In the Greenlandic language the name for Greenland is Kalaallit Nunaat. “The Land of the People”. But one day around 2000 years ago, Greenland was suddenly without any people and not a single human being could be found anywhere in the country.

For a period of nearly 2500 years, shifting waves of nomadic peoples, living off what the land and the sea could offer, had called this country home, but now the largest island in the world no longer had a human population.

Imagine a landmass greater than the combined areas of France, Great Britain, Germany, Spain, Italy, Austria, Switzerland and Belgium, just left to plants and animals, and you will get an inkling of how huge the landmass was that greeted the immigrating hunters from communities around the Bering Strait, when they arrived around 700 A.D. coming across at Smith Sound close to the present day town of Qaanaaq, in the most northern part of Greenland.

Around 2000 years ago, Greenland was suddenly without any people

the Little Ice Age in 1300 A.D. turned Greenland into a colder and more inhospitable region.


Today we know, that the group, now referred to as the Dorset Culture, were the ones who came here, to a land void of humans, 1300 years ago.

It seems they may already have been here during an earlier wave of immigration right before the country was depopulated, but in spite of the amount of time they spent in Greenland, the Dorset Culture is shrouded in mystery. Why did they not use kayaks like the groups who came before and after them? How come they did not have dogs and sleds and why are their tools, patterns of habitation and technology so different from other Inuit immigrant groups?

The probable answers have been widely discussed, but the prevailing theory explains them as a group of people arriving here from the Northeast American woodland areas, and that they differ from other groups by “smelling somewhat of forests” as one Danish archeologist put it.

Their origins in this climatic temperate region may explain why they disappeared at the same time with the onslaught of the Little Ice Age in 1300 A.D. which turned Greenland into a colder and more inhospitable region.


The harsher climate and the disappointing summers did not seem to bother the Thule people, a group of highly specialized and adaptable nomads, who quickly spread out all along the ice free coast line around 1300 A.D.

As with other immigrant groups of Inuit peoples, the Thule people had also gone east, this time crossing the Bering Strait into Greenland. According to legends and folklore they had heard about iron and its wonderful properties as a source for tools, and that the iron could be found in meteorites in Northern Greenland.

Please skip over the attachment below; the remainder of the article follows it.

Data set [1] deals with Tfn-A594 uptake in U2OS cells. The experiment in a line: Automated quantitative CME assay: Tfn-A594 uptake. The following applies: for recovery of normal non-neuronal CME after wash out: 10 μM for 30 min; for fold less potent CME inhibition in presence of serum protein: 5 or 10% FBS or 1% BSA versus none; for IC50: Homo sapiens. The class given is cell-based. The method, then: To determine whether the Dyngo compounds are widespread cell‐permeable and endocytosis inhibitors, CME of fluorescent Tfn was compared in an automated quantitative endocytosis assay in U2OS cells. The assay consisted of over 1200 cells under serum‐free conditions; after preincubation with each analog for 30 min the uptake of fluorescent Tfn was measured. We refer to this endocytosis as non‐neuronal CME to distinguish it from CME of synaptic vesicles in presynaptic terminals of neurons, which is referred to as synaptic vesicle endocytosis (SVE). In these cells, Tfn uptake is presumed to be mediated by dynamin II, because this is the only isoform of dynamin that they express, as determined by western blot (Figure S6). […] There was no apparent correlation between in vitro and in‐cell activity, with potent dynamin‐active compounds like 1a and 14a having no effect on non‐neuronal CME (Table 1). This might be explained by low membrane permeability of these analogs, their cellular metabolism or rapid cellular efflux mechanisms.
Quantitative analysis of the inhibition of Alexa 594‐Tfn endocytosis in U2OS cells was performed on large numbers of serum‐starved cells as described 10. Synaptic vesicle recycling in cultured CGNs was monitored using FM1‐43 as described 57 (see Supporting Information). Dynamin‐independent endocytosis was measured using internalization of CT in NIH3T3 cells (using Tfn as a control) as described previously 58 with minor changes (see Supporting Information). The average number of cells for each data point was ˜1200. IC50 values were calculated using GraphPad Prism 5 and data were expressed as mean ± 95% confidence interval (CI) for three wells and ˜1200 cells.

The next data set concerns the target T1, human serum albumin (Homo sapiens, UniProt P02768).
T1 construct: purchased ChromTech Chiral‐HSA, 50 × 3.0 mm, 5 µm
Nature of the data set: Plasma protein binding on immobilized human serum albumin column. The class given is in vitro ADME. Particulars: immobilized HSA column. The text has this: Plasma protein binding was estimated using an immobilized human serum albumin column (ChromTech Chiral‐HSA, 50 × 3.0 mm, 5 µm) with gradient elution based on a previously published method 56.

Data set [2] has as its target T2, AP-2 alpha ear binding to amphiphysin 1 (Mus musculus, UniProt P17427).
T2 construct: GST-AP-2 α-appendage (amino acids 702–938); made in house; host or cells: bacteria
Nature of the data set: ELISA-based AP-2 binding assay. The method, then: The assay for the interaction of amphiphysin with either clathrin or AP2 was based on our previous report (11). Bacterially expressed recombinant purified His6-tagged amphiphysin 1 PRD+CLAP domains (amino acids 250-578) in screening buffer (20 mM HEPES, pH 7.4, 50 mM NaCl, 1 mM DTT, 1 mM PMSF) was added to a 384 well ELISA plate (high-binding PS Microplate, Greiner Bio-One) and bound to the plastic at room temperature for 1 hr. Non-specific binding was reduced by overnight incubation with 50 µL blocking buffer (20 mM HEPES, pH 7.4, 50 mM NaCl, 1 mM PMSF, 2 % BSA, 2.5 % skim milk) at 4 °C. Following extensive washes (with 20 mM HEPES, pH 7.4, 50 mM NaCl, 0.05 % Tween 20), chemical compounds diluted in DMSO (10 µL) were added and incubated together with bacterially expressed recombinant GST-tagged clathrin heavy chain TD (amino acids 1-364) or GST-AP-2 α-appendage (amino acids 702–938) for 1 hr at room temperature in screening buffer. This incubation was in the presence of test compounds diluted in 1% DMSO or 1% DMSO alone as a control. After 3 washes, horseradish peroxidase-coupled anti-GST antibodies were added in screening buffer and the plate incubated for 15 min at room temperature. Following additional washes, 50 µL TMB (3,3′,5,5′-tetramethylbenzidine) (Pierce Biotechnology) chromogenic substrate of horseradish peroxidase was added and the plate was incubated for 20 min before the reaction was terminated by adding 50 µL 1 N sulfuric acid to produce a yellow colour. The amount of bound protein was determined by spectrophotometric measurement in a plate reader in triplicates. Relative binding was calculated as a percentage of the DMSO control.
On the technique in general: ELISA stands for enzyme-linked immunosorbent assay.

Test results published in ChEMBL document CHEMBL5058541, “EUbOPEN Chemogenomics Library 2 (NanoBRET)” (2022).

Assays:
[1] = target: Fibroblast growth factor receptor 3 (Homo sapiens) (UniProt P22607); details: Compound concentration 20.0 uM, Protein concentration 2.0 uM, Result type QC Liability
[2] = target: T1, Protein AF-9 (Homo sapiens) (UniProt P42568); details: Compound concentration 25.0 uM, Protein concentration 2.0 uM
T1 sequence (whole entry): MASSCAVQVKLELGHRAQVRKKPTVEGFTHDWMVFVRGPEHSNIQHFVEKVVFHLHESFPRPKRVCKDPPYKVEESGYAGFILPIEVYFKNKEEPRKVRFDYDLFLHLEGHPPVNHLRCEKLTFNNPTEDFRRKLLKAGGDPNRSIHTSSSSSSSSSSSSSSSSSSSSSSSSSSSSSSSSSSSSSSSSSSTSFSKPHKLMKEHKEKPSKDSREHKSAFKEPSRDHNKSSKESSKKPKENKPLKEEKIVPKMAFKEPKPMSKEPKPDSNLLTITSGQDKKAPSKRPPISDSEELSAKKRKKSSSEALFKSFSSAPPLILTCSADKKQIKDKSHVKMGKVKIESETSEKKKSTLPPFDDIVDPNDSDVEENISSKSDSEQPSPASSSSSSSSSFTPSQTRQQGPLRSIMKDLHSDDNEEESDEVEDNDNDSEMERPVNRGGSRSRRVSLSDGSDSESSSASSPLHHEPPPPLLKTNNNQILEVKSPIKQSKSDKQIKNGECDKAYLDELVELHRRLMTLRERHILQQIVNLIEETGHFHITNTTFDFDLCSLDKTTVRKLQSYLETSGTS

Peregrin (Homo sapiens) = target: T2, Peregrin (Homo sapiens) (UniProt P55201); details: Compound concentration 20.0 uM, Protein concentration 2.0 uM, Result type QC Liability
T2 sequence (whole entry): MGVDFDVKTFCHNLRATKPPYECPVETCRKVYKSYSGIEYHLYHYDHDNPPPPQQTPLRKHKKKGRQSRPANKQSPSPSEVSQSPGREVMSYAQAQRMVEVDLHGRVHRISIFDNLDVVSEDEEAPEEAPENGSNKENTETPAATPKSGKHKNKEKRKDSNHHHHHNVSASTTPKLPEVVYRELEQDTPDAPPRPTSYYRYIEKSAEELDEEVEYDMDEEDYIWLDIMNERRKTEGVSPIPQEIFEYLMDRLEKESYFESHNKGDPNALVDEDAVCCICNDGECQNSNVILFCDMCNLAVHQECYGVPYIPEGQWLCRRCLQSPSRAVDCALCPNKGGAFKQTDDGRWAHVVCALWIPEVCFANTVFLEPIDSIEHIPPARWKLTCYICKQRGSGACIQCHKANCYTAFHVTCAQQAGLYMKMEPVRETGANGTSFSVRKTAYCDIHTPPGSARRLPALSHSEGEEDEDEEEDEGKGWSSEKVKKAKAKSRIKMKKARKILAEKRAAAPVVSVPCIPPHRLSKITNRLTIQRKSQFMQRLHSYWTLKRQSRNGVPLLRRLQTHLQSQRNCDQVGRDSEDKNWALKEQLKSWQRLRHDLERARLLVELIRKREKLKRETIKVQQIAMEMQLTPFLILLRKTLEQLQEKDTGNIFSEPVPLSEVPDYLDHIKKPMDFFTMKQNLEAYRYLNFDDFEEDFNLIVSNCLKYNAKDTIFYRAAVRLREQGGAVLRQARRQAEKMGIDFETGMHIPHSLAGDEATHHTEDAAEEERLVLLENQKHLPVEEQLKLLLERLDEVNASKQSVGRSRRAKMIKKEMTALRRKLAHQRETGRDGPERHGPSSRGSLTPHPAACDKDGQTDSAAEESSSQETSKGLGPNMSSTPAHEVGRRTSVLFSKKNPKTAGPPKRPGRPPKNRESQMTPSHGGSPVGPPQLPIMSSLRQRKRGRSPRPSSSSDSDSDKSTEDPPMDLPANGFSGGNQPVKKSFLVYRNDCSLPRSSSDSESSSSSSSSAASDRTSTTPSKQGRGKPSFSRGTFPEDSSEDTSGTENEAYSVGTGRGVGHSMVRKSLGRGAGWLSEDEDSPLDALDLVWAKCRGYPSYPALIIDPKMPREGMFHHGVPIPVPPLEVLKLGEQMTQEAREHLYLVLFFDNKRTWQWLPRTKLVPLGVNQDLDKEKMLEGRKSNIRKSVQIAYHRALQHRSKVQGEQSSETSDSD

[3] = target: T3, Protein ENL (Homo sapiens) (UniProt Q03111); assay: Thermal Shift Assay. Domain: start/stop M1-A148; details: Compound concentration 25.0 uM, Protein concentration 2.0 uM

The Thule people were whale and seal hunters and were most likely the first people to bring dogs into Greenland thus inaugurating the cultural history of dog sledding in Greenland.

They would go on long journeys by dog sled in the areas they were hunting and thus they founded the cultural tradition which in later times has been popularized during the era of expeditions surrounding those by Knud Rasmussen’s travels in Northern Greenland and Arctic Canada, and which today has become an important part of the local culture as well as in adventure tourism.

The Thule people were whale and seal hunters and were most likely the first people to bring dogs into Greenland

“There are several aspects that are still traditional and very fascinating and mysterious. For instance, people still go fishing with sledge dogs. Why do they not go with modernity and use snowmobiles?


The people of the Thule Culture were using paths and hunting grounds already familiar to other earlier immigrant groups in Greenland, dating back to the very first immigrants 4.500 years ago.

Around the area of Sermermiut by Ilulissat, archeological digs have provided unique insights into the different groups use of the same area for hunting and fishing and from the traces that they have left behind, we know that they travelled along the shores of Greenland as early as 2500 B.C.

Although we have no written accounts from these earlier eras, an abundance of tools and settlements found throughout Greenland has confirmed that the Inuit cultures of the past were characterized by the same adaptability to the prevailing climate and geography as the modern day Greenlandic culture.

We are aware of, that the very first immigrants used vessels resembling kayaks in Greenland and that their clothing were the first glimmerings of a clothing tradition leading right up to today with our colorful national costumes and the winter clothing used by the hunters in Northern Greenland.  

Today the kayak is a national symbol in Greenland and the vessel plays an important role as a living part of our cultural history, as well as, in the type of transportation available to adventure expeditions, wanting to explore along our rugged shoreline. Our national costumes are treasured and highly valued and used when we celebrate or commemorate certain events such as  national holy days, special family events or when the Queen comes to visit.